Crohn’s disease is an inflammatory bowel disorder that causes inflammation of the gastrointestinal (GI) tract. Crohn’s disease can affect any area of the GI tract, from the mouth to the anus, but it most commonly affects the lower part of the small intestine, called the ileum. The next most commonly affected area is the colon and anus.
Several theories exist about the cause of Crohn’s disease, but none have been proven. Crohn’s disease affects men and women equally and seems to run in some families: about 20 percent of people with Crohn’s disease have a blood relative with some form of inflammatory bowel disease. Crohn’s disease can occur in people of all age groups, but it is more often diagnosed in people between the ages of 20 and 30. People of Jewish heritage have an increased risk of developing Crohn’s disease, and African Americans are at decreased risk for developing Crohn’s disease.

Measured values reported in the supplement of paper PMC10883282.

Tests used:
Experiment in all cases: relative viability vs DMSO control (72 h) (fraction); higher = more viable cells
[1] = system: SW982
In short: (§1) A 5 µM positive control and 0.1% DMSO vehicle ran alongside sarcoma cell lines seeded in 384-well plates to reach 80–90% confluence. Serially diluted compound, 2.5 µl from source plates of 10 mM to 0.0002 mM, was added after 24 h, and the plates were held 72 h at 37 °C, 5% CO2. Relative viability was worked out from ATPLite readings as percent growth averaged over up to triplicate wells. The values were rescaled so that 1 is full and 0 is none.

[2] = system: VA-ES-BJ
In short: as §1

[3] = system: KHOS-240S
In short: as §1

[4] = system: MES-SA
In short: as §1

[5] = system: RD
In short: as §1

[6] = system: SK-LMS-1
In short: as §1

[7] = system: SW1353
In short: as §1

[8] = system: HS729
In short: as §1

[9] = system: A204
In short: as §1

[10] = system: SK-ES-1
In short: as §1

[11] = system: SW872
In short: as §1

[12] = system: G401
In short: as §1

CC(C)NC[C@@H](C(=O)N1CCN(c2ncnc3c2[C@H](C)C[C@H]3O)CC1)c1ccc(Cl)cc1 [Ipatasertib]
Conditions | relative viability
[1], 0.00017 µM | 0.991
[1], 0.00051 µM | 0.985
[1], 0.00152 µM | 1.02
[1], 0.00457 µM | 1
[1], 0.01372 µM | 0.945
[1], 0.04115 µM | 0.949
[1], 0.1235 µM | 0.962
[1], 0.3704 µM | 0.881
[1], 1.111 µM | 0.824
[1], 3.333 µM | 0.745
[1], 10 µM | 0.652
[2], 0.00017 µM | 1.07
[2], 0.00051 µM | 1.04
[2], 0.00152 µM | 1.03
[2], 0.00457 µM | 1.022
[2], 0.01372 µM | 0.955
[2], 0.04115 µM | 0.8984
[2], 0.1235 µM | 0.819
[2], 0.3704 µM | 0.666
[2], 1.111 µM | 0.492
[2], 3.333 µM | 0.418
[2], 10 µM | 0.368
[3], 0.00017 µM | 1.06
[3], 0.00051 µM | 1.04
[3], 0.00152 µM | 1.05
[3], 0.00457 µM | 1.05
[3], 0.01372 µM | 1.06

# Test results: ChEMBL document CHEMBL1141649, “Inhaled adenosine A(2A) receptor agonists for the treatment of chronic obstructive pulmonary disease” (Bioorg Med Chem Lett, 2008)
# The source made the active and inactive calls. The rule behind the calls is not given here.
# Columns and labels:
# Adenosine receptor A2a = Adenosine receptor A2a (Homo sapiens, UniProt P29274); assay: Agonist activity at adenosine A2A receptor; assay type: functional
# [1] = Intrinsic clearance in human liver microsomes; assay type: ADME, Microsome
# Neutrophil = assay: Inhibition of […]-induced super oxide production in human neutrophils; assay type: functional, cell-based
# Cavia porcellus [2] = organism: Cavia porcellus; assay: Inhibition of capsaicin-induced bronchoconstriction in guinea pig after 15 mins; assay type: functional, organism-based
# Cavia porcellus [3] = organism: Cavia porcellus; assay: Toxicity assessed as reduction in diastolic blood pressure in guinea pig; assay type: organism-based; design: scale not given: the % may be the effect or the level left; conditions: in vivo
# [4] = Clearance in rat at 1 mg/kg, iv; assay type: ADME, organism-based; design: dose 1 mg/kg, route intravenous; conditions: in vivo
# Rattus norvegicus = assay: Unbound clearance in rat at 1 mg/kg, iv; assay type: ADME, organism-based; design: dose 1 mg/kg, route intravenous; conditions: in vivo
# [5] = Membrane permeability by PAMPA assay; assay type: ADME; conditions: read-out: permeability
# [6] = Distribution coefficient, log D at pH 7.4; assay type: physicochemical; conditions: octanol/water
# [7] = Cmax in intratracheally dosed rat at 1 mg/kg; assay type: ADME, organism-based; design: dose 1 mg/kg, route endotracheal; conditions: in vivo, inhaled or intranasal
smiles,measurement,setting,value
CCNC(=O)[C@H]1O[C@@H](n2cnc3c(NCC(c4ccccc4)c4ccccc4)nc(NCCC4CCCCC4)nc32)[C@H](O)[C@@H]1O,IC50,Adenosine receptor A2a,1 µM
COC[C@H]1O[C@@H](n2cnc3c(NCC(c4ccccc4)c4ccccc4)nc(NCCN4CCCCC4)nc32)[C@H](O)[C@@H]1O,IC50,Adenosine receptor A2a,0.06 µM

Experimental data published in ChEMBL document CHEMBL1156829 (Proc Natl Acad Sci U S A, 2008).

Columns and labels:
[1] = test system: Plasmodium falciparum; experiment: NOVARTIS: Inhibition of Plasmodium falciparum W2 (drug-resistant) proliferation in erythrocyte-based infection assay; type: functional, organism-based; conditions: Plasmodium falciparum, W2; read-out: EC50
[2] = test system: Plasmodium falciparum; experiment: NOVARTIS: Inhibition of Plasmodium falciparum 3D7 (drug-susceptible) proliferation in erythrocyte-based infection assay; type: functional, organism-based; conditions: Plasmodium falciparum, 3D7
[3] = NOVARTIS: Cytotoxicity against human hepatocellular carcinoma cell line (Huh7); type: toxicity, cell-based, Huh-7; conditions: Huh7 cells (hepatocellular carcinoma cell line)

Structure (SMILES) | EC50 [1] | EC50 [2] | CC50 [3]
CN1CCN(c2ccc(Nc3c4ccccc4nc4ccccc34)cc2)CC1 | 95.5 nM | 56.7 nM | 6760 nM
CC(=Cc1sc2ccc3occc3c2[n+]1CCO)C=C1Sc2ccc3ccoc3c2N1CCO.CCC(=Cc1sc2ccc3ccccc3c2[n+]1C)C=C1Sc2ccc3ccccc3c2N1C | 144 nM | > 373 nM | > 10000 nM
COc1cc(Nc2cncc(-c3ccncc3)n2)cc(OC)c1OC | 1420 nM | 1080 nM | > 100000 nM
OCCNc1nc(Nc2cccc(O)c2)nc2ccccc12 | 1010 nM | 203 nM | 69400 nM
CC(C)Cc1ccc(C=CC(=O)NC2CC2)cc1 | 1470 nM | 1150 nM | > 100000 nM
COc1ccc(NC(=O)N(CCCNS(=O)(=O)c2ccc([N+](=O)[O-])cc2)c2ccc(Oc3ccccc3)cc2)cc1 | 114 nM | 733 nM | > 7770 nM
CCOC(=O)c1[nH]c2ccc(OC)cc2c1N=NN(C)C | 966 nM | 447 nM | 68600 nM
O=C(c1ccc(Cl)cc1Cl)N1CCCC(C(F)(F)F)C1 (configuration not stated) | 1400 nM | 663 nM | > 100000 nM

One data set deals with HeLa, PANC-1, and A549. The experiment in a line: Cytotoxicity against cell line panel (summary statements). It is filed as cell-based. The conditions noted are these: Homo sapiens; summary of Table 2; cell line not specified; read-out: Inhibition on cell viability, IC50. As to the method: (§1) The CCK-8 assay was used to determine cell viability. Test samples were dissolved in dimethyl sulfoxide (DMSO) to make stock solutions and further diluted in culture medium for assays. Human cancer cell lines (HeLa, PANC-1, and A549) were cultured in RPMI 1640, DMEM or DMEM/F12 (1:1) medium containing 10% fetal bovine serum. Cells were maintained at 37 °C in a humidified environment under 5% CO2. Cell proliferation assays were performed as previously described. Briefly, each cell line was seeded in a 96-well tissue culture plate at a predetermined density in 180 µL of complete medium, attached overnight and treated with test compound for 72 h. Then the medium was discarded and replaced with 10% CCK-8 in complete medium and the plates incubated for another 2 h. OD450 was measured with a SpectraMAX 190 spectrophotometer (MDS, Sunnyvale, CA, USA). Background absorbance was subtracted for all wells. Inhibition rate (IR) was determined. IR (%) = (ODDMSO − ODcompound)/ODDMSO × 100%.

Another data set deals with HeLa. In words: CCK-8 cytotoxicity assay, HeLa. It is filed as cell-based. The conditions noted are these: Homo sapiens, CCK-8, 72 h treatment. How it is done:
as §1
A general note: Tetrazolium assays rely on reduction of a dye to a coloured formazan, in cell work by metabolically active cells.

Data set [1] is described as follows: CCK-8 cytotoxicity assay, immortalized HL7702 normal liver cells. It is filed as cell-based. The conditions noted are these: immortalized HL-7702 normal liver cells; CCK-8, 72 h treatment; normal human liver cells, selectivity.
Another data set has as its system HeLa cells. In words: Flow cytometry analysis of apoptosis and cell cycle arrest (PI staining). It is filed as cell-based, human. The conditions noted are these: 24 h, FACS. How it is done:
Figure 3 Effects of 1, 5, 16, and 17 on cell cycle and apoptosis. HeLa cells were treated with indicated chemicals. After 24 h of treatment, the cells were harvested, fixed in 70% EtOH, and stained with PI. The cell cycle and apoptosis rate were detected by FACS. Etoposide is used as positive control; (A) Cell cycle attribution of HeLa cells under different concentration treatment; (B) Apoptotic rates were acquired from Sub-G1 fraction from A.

The most common symptoms of Crohn’s disease are abdominal pain, often in the lower right portion of the abdomen, and diarrhea. Rectal bleeding, weight loss, arthritis, skin problems, and fever may also occur. Bleeding may be serious and persistent, leading to anemia. Children with Crohn’s disease may suffer delayed development and stunted growth. The range and severity of symptoms varies. About 12-20% of Crohn’s patients develop anal manifestations of the disease which include fissures, abscesses, fistulas, large skin tags and occasionally anal stenosis.
If the disease progresses in the bowel, it can lead to narrowing of the bowel opening causing a chronic blockage and inhibiting the patient from eating normally.